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I’m privileged to be a part of the blog tour for this outstanding book.

The Unquiet dead: My Review

This moving and powerful debut written by Canadian/British author Ausma Zehanat Khan was at times a raw and terrifying read. A crime fiction novel interwoven with one of the most tragic events of the 20th Century.
There was much to absorb in the first few fact-heavy paragraphs and some unfamiliar sounding names to get used to. Blink and you miss something important in this intelligent novel. 

The book is a police procedural set in Toronto Canada. I was completely drawn into the story and quickly invested in the characters of Sgt Rachel Getty and her boss Inspector Esa Khatteck who heads the CPS (Community Policing Section) Their unit deals with racial and politically sensitive crimes. The two detectives are both investigating the mysterious and apparently accidental death, of a local museum patron Christopher Drayton. 
At first the death does seem to be accidental – a fall off a cliff.

Khatteck though had been informed by his superiors that Drayton was possibly a wanted Bosnian Serb war criminal, Dražen Krstić who played an active role in the Srebrenica massacre of 1995.
 Did he fall or was he pushed is the age-old much used scenario of crime fiction authors, but don’t be fooled into thinking that this is a novel like any other because it isn’t. If this wasn’t an accident and we don’t find out until the very end, there are multiple suspects who could have been responsible, including members of a local community of refugees from Bosnia, some of whom were survivors of the rape camps and ethnic cleansing that took part during the Srebenica massacre. Is this revenge and retribution or something more of a domestic nature because also under suspicion are the fiancé of Drayton/Krstić and members of her family, with a few other red herrings thrown in.

Throughout the book are heart-breaking snippets and flashbacks taken from witness statements and testaments from those giving evidence to the International Criminal Tribunal for the former Yugoslavia.

The International Tribunal for the Prosecution of Persons Responsible for Serious Violations of International Humanitarian Law Committed in the Territory of the Former Yugoslavia since 1991, more commonly referred to as the International Criminal Tribunal for the former Yugoslavia or ICTY, is a body of the United Nations established to prosecute serious crimes committed during the Yugoslav Wars, and to try their perpetrators. The tribunal is an ad hoc court which is located in The Hague, Netherlands. Source: Wikipedia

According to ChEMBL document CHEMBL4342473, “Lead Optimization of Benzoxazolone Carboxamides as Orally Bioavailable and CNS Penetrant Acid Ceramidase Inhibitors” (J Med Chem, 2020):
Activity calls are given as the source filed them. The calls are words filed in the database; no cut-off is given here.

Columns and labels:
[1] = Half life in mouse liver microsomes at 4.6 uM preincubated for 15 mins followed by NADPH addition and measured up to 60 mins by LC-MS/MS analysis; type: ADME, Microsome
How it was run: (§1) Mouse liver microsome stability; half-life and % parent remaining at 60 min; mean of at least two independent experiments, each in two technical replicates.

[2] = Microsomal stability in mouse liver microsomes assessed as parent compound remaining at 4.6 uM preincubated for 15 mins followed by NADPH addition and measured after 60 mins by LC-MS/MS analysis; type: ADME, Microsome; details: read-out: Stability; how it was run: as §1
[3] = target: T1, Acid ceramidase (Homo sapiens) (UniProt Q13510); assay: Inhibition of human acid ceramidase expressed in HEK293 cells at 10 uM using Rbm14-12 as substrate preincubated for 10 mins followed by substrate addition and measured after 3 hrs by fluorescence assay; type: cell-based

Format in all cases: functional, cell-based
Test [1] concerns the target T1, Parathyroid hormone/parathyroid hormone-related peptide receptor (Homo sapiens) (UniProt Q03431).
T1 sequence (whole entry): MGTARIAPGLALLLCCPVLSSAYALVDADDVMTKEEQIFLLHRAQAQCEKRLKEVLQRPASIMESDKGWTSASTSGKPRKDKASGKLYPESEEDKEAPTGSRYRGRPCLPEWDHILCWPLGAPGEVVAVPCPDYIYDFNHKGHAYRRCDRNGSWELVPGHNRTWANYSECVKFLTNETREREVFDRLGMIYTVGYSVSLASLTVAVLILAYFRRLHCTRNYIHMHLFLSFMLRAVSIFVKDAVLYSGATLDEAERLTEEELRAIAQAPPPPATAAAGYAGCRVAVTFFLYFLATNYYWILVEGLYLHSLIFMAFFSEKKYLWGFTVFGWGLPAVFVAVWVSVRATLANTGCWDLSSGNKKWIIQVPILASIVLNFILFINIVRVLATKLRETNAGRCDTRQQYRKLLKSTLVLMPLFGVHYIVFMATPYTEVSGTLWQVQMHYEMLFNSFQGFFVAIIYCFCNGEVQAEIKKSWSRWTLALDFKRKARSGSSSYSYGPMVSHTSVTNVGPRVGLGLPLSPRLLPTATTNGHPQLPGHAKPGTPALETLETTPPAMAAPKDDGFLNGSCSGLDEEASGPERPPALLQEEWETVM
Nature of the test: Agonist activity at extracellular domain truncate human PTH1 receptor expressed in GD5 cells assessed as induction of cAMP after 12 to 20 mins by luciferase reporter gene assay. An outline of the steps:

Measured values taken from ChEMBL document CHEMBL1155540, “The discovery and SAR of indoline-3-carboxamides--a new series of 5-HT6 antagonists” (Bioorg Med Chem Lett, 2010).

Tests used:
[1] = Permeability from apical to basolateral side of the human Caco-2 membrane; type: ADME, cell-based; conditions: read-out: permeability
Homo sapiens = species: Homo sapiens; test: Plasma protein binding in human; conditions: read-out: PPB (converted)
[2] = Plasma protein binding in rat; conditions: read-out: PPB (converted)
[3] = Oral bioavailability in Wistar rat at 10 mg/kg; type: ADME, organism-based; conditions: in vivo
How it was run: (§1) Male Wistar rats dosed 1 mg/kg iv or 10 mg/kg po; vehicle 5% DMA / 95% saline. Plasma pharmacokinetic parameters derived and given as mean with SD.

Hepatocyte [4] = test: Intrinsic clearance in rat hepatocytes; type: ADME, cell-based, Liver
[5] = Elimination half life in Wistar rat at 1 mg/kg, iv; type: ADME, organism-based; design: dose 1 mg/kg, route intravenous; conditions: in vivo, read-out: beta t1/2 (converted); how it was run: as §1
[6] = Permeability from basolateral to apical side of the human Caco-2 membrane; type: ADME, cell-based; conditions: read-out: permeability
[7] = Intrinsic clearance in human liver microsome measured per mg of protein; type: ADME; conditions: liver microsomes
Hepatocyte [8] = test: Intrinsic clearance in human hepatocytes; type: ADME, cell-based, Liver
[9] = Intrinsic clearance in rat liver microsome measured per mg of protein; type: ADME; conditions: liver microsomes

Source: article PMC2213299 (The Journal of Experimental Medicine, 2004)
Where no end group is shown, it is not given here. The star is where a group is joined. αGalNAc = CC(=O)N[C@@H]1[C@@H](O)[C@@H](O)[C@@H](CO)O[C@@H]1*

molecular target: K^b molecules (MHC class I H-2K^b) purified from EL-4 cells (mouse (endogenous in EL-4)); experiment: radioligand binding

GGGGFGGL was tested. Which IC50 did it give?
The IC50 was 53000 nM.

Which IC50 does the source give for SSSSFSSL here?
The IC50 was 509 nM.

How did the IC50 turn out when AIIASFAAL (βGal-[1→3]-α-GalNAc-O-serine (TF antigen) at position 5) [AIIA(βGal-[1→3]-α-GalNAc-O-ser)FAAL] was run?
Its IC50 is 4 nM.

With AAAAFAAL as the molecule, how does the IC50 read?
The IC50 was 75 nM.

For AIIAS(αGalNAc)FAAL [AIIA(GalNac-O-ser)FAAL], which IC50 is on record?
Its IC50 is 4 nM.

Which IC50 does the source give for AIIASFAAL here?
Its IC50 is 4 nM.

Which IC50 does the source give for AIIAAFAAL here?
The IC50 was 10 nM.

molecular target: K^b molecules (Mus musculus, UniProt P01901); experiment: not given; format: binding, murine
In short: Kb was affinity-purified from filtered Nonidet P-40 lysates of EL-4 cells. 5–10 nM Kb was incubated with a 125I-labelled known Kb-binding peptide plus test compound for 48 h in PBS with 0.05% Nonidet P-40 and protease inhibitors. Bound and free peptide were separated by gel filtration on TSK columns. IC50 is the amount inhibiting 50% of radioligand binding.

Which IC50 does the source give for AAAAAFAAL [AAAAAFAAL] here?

The author, Ausma Zehanat Khan, is a British-born Canadian with a Ph.D. in international human rights law, specializing in military intervention and war crimes in the Balkans. The research is faultless and taken from first hand accounts and primary sources. All sources are listed at the end of the book

After reading this book I felt like drawing people’s attention to it and telling everyone they must read it. In my opinion the book should be part of the school curriculum. A lesson in how quickly and easily a society of people of all faiths who once lived together in peace side by side can be destroyed. We need to learn from history, this history and any history where racial hatred can lead to genocide on such a scale as this while the world stood by and watched it happen. I wonder if this is why the author chose the now popular crime-fiction genre to get the message across about this time in history that many people will be totally unaware of.

I was a sensible adult in the 1990’s, albeit with a busy family life and career but I do remember some of the awful news articles written by the journalists embedded with UN forces in Bosnia. I can remember the siege of Sarajevo and accounts of massacres and also the aftermath and the counting and identifying the bodies of those slaughtered.

Of course it was often presented by the mainstream media in a dumbed down sanitised manner so I wasn’t really aware of the sheer scale of the events or the full facts of the ethnic cleansing and massacres by the Bosnian Serbs. I feel as though I’ve learned so much more from reading this book, even though at times it was a difficult read and it will stay with me for a long time. 

Thanks to the publisher No Exit and the author for my review copy.

To Purchase on Amazon UK
About The Author



AUSMA ZEHANAT KHAN holds a Ph.D. in International Human Rights Law with a specialization in military intervention and war crimes in the Balkans. She has practiced immigration law and taught human rights law at Northwestern University and York University. She is the former Editor in Chief of Muslim Girl magazine, the first magazine targeted to young Muslim women. Khan currently lives in Colorado with her husband. The Unquiet Dead is her first novel. 

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